of painful and sometimes violent separation. they love cuba. a part of them still considers this their true home. that's why their passion is so strong. that's why their heartache is so great. and for the cuban-american community i have come to know and respect, this is not just about politics. this is about family. the memory of a home that was lost. the desire to rebuild a broken bond. the hope for a better future, the hope for a return and reconciliation. for all of the politics, people are people and cubans are cubans. and i have come here, i have traveled this distance on a bridge that was built by cubans
on both sides of the florida straits. i first got to know the talent and passion of the cuban people in america. and i know how they have suffered more than the pain of exile. they also know what it's like to be an outsider and to struggle and work harder to make sure their children can reach higher in america. so the reconciliation of the cuban people, the children and grandchildren of revolution and the children and grandchildren of exile, that is fundamental to cuba's future. you see it in gloria gonzalez, who traveled here in 2013 for the first time after 61 years of separation. and was met by her sister.
you recognize me, but i didn't recognize you, gloria said after she embraced her sibling. imagine that after 61 years. you see it in melinda lopez, who came to her family's old home. as she was walking the streets, an elderly woman recognized her as her mother's daughter. and began to cry. she took her into her home and showed her a pile of photos that included melinda's baby picture, which her mother had sent 50 years ago. melinda later said so many of us are now getting so much back. you see it in christian miguel, a young man who became the first of his family to travel here after 50 years. and meeting relatives for the first time, he said, i realized that family is family no matter
the distance between us. sometimes the most important changes start in small places. the tides of history can leave people in conflict and exile and poverty. it takes time for those circumstances to change, but the recognition of a common humanity, the reconciliation of people bound by flood and a belief in one another, that's where progress begins. understanding and listening and forgiveness. and if the cuban people face the future together, it will be more likely that the young people of today will be able to live with dignity and achieve their dreams right here in cuba. the history of the united states and cuba encompass revolution and conflict, struggle and sacrifice, retribution and now
reconciliation. it is time now for us to leave the past behind. it is time for us to look forward to the future together. and it won't be easy, and there will be setbacks. it will take time. but my time here in cuba renews my hope and my confidence in what the cuban people will do. we can make this journey as friends and as neighbors. and as family. together. thank you. >> the president of the united states concluding his speech live to an audience in havana, cuba. and for broadcasts in cuba as well. as history making as the rest of the visit, there is president castro up in the first balcony.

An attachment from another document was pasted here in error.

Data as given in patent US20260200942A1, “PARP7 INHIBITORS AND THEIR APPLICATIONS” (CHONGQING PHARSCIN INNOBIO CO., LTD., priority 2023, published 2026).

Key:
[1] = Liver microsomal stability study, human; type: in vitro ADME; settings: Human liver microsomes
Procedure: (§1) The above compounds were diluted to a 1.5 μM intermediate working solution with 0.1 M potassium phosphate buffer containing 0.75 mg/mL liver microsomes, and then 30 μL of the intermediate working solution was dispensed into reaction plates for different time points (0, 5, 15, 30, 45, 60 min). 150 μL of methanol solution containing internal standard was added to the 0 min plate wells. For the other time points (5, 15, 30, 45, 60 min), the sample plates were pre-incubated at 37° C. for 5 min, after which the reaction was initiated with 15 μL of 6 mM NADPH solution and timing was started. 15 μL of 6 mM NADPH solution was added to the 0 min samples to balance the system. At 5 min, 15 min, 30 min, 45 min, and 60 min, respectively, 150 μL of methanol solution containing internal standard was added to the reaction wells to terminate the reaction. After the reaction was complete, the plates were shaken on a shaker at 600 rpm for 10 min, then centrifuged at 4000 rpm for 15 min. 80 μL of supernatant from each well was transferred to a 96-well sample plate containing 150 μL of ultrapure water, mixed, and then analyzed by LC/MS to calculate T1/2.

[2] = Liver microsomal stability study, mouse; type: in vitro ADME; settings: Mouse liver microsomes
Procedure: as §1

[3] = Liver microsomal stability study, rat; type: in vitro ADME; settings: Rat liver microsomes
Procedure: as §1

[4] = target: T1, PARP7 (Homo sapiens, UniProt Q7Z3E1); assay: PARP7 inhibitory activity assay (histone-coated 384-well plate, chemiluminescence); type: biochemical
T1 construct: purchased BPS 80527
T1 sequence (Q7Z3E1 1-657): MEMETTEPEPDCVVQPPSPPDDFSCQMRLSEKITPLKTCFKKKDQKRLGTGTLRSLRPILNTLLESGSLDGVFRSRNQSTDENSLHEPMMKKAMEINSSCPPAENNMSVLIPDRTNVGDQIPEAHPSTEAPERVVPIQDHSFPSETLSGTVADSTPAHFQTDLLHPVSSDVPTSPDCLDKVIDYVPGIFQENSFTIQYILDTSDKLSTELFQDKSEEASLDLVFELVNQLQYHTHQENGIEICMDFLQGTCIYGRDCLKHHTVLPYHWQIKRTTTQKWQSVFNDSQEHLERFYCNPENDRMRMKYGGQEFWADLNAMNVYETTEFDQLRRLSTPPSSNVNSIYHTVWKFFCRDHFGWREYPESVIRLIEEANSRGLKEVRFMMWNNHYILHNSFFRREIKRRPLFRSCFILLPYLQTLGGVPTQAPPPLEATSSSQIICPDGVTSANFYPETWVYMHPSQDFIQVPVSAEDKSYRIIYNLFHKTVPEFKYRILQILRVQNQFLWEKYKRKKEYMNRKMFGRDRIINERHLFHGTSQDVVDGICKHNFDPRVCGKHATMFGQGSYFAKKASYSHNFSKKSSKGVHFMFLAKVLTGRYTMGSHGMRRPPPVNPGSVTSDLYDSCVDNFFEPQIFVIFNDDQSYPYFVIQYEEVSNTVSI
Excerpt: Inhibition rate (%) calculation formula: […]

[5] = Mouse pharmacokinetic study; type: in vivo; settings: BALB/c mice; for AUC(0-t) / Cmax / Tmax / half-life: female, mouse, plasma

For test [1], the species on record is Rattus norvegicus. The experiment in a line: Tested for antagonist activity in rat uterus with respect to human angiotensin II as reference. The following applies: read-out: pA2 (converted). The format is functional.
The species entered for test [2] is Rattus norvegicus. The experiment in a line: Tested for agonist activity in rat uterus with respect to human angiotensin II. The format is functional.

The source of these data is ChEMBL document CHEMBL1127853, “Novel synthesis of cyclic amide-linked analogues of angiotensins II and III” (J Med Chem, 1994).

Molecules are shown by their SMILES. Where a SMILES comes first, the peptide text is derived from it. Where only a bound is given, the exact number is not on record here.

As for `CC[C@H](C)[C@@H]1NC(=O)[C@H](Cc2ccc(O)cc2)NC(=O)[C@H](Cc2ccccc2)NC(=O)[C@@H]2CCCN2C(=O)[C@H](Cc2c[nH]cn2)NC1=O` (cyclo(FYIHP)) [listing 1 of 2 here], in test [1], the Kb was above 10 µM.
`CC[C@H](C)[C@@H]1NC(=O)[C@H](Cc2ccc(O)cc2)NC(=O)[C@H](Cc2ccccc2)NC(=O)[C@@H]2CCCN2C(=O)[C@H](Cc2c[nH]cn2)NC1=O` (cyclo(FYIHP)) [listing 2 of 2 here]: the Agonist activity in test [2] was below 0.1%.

sadly, for the rest of the world, it's the scene you have been seeing on the left-hand side of your screen that lends this day the kind of a split-screen imagery, the terrorist attack. you see the latest death toll, 31 in brussels. happened in the middle of the night, u.s. time. start of the work day in brussels. while we've been covering the president's speech, our folks have been continuing their reporting, among them, pete williams and tom costello. we'll begin with our justice correspondent pete williams in our washington bureau. pete. >> brian, a couple things about this. first of all, their initial reports suggest that the bomb at the airport was two separate devices. the belgian ambassador has told reporters here in the u.s., the belgian ambassador to the u.s. has told reporters here that the
explosion at the airport involved a package or possibly a suitcase, and then separately, a suicide bomber. we know that there were two bomb attacks in the airport. and that's the initial word. whether both were set off by someone or whether one person set off both devices, that's beyond what we know. but that's the early word on the explosion at the airport. we haven't heard anything further about the nature of the explosion on the underground train, the metro. in terms of the u.s. response here, we've seen now as the hours play along here, a number of american cities aggressively step up security, not surprisingly, the most visible as it usually is in these things is in new york. in the new york/new jersey area. port authority police, new york city police, with many more visible patrols on commuter trains, subways, at the airport, and also at bridges and tunnels